Celebrating the work of Italy's greatest musical dramatist, this set of 12 operas includes definitive performances from some of the finest Verdi singers of our age, in productions which reflect the contemporary richness of our perspective of the composer as both a man of his time, inspired to reflect the familial tensions and revolutionary fervor of his homeland, and also a man of theatrical genius as timeless as his adored Shakespeare, whose anti-heroes Macbeth and Falstaff stand as the poles of tragedy and comedy in this survey of modern stagings.
Coproduced with Siberia's Novosibirsk Opera, this new Macbeth uses cutting-edge multimedia technology to give the viewer a fresh perspective on the work. Google Earth satellite images plunge us into the heart of the action: a gloomy square surrounded by soulless buildings, and the interior of an aristocratic residence. Witches are no more a part of Tcherniakov's Macbeth that the duel was of Onegin, but once again the atmosphere is one of brooding claustrophobia. Tcherniakov has chosen a great cast, beginning with the marvellous Lithuanian soprano Violeta Urmana as Lady Macbeth. Greek baritone Dimitris Tiliakos is a powerful presence as Macbeth, while the Italians Ferruccio Furlanetto (bass) and Stefano Secco (tenor) are sumptuous as, respectively, Banquo and Macduff. In this, his second production at the Paris Opera, Teodor Currentzis, music director of the Novosibirsk Opera and Ballet Theatre conducts with verve and a splendid theatrical sense.
Kasper Holten’s production (The Royal Opera’s first) of Król Roger (King Roger) brought the opera back to the London stage after an absence of almost 40 years. Karol Szymanowski’s masterpiece powerfully presents the dilemmas of culture versus nature and man versus beast, and movingly depicts King Roger’s inner struggles as he moves from an impossible life of repressed desires to the other extreme, giving in to his own demons. Meanwhile, Roger’s people, seduced by the promises of the mysterious Shepherd, are drawn towards totalitarianism and repression. Antonio Pappano conducts Szymanowksi’s opulent and beautiful score, with a cast including Mariusz Kwiecień as Roger (one of the greatest interpreters of the role today), Saimir Pirgu as the Shepherd, and Georgia Jarman in her Royal Opera debut as Roger’s loving queen Roxana.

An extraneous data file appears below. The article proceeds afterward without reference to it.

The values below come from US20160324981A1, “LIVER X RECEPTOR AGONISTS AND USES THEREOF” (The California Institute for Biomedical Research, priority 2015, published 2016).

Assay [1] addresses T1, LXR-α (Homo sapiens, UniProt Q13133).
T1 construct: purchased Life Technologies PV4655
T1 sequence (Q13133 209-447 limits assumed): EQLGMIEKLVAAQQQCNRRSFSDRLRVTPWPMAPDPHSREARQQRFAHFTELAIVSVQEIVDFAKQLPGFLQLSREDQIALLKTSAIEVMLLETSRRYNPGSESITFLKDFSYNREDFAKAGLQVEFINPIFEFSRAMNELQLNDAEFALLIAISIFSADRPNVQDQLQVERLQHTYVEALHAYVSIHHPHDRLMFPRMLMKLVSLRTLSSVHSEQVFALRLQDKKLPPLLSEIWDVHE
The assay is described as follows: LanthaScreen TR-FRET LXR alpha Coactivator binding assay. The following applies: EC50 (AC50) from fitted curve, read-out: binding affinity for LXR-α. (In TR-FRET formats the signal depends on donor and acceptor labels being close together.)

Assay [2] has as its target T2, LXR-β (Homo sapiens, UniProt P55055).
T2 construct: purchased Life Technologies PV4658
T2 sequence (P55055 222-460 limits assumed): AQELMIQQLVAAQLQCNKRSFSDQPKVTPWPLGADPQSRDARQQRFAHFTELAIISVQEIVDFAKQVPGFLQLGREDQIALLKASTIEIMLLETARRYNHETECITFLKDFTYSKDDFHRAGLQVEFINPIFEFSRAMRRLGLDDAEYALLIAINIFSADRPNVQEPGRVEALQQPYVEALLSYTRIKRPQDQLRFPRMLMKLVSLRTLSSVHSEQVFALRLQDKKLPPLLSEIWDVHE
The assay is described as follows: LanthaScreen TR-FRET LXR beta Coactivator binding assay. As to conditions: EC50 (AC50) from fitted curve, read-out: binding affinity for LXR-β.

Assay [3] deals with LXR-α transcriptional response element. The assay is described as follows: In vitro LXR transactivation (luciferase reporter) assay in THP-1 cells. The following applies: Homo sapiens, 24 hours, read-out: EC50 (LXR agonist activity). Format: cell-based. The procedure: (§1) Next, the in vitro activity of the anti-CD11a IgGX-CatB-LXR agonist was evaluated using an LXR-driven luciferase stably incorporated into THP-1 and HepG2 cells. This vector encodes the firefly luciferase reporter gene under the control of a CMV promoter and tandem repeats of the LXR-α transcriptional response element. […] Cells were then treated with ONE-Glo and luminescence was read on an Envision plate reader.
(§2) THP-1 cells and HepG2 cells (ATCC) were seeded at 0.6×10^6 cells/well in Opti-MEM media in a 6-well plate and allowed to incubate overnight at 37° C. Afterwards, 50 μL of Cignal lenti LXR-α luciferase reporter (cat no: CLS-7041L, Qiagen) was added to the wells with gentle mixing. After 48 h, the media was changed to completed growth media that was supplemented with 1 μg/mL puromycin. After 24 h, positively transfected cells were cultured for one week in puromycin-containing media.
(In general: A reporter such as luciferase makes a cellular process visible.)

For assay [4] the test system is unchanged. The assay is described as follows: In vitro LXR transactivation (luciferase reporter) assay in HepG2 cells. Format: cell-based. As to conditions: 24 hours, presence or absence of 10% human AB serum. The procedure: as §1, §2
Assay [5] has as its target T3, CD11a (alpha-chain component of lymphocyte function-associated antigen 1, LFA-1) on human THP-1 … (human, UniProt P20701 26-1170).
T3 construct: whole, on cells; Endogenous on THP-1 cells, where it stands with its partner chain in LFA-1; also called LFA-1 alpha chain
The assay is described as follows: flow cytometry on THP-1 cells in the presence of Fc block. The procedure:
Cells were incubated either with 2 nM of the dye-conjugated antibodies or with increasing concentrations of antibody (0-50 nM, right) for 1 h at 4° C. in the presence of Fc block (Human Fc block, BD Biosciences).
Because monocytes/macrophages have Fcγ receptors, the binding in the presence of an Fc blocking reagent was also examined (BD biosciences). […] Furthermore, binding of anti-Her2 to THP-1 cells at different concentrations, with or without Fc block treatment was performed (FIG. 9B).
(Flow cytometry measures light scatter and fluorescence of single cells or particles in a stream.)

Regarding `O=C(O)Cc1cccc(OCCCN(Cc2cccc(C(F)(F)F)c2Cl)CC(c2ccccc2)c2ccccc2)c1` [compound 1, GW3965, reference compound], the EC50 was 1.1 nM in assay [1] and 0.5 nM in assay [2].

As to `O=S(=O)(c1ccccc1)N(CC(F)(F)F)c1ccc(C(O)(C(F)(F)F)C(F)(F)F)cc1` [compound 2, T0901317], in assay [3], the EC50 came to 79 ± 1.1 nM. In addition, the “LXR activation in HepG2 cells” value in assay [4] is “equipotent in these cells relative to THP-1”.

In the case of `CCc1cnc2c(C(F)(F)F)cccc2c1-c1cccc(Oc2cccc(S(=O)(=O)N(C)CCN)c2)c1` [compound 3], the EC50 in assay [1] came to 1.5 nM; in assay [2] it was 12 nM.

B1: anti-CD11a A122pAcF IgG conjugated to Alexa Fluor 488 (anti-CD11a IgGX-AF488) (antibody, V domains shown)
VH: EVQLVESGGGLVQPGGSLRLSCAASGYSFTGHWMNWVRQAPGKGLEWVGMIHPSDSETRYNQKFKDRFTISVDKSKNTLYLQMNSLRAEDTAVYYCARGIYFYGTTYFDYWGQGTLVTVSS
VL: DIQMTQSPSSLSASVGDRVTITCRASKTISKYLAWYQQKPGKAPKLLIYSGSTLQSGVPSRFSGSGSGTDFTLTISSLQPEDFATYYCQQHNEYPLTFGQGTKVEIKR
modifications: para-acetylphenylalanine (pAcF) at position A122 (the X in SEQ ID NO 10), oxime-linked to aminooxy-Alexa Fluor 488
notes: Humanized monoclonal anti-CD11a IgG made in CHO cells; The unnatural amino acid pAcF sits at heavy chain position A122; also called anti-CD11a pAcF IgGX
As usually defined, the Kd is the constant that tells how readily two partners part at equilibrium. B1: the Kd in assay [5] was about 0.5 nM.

Les Troyens is a tour de force that ranges from fiery military marches to intense choruses, passionate soliloquies and the lyrical love duets of Dido and Aeneas. For Hector Berlioz, librettist and composer, the opera became the work of decades and the passion of a lifetime, the culmination of his literary love affair with Virgil's Aeneid and with two tragic heroines, Cassandra and Dido. David McVicar's staging is on an enormous scale, assembling one of the largest casts ever seen at Covent Garden. The sweeping theme of the rise and fall of empires runs throughout Les Troyens, along with moving meditations on love and honour.
This program includes some of the least known masterpieces from Ernest Bloch’s nearly 30 works for orchestra. Macbeth: Two Symphonic Interludes is an intoxicating and passionate distillation of Shakespeare’s powerful drama. In Memoriam is a brief elegy dedicated to the pianist Ada Clement, while the Three Jewish Poems were written when Bloch was mourning the death of his father. Originally conceived as a third concerto grosso, Bloch’s last Symphony, in E flat major, is at times emotionally turbulent and deeply spiritual work containing passages of harmonic acerbity.
First seen at the Royal Opera House in 2013, this staging of Verdi's rarely-performed opera Les Vêpres siciliennes – directed by Stefan Herheim and conducted by The Royal Opera’s Music Director, Verdi specialist Sir Antonio Pappano – went on to win the prestigious Olivier Award for Best New Opera Production. The Sunday Times hailed it 'the best the Verdi year in Britain has to offer,' praising the standout event of the Verdi bicentenary celebrations. 'The Royal Opera has done its favourite composer proud.'
Andrea Chénier presents a fictionalized account of the last years of the French poet André Chénier, guillotined during the Reign of Terror in 1794. It is the greatest of Giordano’s operas and shows why Puccini sometimes feared Giordano as a rival. Taking the starring role of Chénier, with its three marvellous arias, is Jonas Kaufmann. Soprano Eva-Maria Westbroek sings the role of Chénier’s beloved Maddalena and baritone Željko Lučić stars as Carlo Gérard – the servant-turned-revolutionary who is Chénier’s rival for the love of Maddalena. David McVicar brings Giordano’s thrilling historical drama back to the Royal Opera House for the first time since 1985 in a stunning new production.